GUANGZHOU -- China State Shipbuilding Corp. will deliver the first Chinese-made cruise ship in 2023 under a tie-up with Italian and American partners as demand for maritime pleasure travel grows in the East Asian country.
The ship, along with a second due the following year, will be designed and built by CSSC, U.S. cruise giant Carnival and Italian shipbuilder Fincantieri under a recently signed deal. A joint venture launching this week between CSSC and Carnival will operate the ship, with the possibility of building an additional four vessels.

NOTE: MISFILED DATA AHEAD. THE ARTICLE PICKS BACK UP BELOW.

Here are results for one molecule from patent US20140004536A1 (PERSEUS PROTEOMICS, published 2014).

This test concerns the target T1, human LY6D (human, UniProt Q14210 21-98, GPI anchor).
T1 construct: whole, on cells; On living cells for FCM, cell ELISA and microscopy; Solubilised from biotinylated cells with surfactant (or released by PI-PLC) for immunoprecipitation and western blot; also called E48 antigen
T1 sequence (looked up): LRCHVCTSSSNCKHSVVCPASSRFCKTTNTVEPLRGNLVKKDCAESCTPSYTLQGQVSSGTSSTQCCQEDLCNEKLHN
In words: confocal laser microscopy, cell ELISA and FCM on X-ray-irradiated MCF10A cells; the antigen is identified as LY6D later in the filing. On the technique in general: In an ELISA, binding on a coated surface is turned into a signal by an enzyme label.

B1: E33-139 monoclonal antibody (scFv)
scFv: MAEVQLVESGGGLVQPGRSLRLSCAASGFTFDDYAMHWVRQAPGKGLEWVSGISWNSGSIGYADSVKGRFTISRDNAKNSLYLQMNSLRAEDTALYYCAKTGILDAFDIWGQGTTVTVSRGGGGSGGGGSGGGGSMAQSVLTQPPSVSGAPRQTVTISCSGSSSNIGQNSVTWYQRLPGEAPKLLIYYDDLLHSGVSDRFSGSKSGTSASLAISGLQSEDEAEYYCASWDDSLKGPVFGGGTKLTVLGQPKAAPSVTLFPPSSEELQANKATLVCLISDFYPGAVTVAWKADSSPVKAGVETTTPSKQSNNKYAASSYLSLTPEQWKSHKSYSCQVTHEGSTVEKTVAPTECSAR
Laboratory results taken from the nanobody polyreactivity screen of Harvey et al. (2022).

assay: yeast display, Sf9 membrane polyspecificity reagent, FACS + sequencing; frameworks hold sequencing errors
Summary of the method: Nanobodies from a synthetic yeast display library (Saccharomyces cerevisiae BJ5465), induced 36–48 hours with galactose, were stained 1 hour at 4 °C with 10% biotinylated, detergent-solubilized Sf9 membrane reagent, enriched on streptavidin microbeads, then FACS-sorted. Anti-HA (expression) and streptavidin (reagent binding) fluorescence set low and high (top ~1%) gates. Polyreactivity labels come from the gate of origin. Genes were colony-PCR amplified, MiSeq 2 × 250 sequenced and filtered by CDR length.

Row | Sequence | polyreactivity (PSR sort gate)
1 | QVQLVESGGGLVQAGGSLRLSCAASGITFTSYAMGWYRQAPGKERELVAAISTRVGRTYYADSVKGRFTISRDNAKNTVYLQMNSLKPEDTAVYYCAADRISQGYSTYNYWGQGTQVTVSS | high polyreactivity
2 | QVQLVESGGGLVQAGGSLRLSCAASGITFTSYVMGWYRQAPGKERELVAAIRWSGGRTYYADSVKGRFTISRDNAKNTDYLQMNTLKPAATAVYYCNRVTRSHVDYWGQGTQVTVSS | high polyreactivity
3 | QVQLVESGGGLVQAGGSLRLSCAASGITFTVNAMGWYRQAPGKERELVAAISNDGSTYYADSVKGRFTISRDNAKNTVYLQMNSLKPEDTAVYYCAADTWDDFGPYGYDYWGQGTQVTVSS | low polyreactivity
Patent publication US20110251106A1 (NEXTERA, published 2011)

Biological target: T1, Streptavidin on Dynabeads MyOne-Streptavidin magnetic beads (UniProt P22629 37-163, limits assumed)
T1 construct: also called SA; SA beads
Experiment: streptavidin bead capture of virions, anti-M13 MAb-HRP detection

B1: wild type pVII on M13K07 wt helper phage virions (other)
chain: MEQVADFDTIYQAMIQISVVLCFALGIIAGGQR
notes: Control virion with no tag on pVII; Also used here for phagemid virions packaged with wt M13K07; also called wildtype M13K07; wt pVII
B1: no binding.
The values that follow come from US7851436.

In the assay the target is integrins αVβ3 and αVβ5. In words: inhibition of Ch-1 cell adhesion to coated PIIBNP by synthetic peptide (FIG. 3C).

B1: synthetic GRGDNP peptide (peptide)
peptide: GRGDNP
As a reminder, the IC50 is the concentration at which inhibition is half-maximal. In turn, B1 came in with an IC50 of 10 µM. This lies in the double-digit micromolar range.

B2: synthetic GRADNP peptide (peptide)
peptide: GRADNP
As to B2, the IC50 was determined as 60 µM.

The $770 million, 135,000-ton vessels will have a passenger capacity of 5,246 across 2,125 cabins. That dwarfs one of Japan's largest cruise ships, the Asuka II, with a gross tonnage of around 50,000 and a capacity of 872 passengers.
China's leisure travel demand is growing as its middle class expands. In 2017, around 4.95 million Chinese went on a cruise, up 8% on the year, according to an industry group survey. The count is expected to break 5 million for 2018, and further growth is expected in the future.
CSSC and Fincantieri first teamed up in 2016, with the Italian company seeking inroads into the growing market and the shipbuilder hungry for expertise in cruise-ship construction.